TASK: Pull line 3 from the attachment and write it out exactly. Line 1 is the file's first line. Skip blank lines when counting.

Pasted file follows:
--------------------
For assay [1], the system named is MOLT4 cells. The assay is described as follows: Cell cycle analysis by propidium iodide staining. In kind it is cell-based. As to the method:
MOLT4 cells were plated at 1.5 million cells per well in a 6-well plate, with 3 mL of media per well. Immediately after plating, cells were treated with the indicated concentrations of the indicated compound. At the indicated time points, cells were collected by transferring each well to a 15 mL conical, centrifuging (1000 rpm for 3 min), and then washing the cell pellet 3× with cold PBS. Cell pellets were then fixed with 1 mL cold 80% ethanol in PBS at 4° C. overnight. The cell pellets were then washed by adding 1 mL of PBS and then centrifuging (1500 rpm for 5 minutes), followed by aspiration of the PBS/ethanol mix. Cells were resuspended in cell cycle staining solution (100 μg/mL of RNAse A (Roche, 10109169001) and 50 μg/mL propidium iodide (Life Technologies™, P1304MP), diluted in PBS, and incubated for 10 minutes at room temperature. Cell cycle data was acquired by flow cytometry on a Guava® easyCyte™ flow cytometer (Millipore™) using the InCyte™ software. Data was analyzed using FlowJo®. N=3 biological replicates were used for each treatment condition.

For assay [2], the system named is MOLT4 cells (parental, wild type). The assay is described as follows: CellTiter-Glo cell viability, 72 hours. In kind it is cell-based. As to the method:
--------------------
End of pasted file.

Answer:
For assay [2], the system named is MOLT4 cells (parental, wild type). The assay is described as follows: CellTiter-Glo cell viability, 72 hours. In kind it is cell-based. As to the method: